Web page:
Agriculture employs 50% of the workforce and contributes more than 50% of GDP and 90% of exports. Tourism has now become the most important growth industry. Samoa has a literacy rate of 97%.

The local currency is the Samoan Dollar (Tala). There are no Foreign Exchange controls.

Company Incorporation

The principal Corporate Legislation is based on the following Acts:

  • The International Companies Act, 1987 (amended).
  • The Offshore Banking Act, 1987.
  • International Trusts Act, 1987.
  • The International Insurance Act, 1988.

There is also separate corporate legislation for resident companies.

An International Company has all the powers of a natural person. The corporate documents of an International Company may be in any language.

There are two types of Company used for international trade and investment:

  • The Samoan International Company (IC) incorporated under the International Companies Act of 1987 (amended);
  • The Samoan Creditor Controlled International Company (CCIC) – a company without share capital.
The Samoan International Company (IC)

The following restrictions apply to the trading and business activities of Samoan Companies:

  • An IC cannot trade with Samoans nor own local real estate.
  • An IC cannot engage in the business of banking, insurance, assurance, reinsurance, fund management, the management of collective investment schemes, trust management, trusteeship or any other activity that may suggest an association with the banking or insurance industries, without obtaining the appropriate licence.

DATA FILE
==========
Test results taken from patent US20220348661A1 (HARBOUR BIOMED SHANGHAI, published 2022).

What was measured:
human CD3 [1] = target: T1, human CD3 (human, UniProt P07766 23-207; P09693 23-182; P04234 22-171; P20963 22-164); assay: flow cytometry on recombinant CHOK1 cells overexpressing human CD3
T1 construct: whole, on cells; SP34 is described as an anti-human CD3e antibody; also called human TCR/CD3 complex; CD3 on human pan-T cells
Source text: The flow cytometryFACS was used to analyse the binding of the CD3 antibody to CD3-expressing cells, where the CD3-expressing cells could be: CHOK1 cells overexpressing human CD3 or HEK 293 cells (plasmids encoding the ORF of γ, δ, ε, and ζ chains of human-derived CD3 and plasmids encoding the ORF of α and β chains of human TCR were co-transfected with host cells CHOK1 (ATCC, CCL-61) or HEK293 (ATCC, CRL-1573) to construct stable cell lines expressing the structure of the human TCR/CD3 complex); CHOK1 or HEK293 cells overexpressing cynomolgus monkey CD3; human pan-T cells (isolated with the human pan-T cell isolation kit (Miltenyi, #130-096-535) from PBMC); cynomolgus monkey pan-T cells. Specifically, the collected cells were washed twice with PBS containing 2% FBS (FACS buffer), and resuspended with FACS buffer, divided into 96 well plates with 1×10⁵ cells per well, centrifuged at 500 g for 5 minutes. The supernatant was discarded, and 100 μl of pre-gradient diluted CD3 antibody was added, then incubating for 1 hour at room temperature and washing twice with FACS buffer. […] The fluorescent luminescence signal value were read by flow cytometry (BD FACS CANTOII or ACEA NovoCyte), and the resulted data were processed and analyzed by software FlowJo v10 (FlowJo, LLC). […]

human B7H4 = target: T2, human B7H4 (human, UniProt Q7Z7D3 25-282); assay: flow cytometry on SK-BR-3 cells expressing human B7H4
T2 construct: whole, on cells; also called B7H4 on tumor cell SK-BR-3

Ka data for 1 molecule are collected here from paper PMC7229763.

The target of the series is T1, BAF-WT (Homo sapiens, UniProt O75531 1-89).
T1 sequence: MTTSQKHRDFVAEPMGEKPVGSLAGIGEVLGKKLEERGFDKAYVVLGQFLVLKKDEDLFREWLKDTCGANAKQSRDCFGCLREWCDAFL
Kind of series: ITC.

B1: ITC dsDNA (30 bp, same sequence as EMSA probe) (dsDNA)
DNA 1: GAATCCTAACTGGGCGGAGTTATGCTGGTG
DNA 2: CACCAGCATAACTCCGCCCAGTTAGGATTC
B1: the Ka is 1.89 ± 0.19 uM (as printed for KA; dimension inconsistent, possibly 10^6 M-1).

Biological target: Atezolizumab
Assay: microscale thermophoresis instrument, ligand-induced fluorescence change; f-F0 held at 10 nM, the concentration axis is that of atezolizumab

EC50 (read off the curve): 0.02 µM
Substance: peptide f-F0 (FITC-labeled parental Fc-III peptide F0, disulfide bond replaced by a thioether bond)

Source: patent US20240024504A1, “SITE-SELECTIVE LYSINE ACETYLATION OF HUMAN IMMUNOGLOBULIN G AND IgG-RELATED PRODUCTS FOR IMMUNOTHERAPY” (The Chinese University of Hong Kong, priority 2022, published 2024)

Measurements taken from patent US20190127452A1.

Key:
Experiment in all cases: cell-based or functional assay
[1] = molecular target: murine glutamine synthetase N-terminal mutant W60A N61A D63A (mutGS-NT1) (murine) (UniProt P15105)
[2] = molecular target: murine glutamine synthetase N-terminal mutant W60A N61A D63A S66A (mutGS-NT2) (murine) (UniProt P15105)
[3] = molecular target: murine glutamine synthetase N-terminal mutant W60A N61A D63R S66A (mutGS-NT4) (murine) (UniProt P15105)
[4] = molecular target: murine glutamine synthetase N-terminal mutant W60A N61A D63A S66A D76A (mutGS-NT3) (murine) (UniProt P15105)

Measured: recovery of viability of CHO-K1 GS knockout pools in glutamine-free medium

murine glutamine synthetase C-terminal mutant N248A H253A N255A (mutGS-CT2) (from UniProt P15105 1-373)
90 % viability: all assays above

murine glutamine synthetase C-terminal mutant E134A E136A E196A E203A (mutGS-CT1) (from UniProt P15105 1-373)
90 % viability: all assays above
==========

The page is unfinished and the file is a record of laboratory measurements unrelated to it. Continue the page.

Incorporation procedure involves submission of the company’s Memorandum and Articles of Association and the registration fee to the Registrar of International and Foreign Companies. A registered office must be maintained in Samoa at the address of a licensed trust and management company. Off-the-shelf companies are available.

Company names are subject to the following requirements and restrictions:

  • Names may be expressed in any language. The Registrar may request an English translation to satisfy him that the proposed name is not a restricted or licensable name.
  • Any name that is identical or similar to an existing name is not acceptable.
  • Any name which in the opinion of the Registrar is undesirable, offensive or indecent is prohibited.
  • Any name that may suggest royal or government patronage is not permitted.
  • Any name that suggests an association with the banking or insurance industries is unacceptable.
  • Names including the words Bank, building society, savings, loans, trust, trustees, insurance, assurance, reinsurance, co-operative, council, Chamber of Commerce, university or their foreign language equivalents, require consent or a licence.
  • Limited, Corporation, Incorporated, Societe Anonyme, Sociedad Berhad Anonima or abbreviations thereof must be used as suffixes denoting limited liability.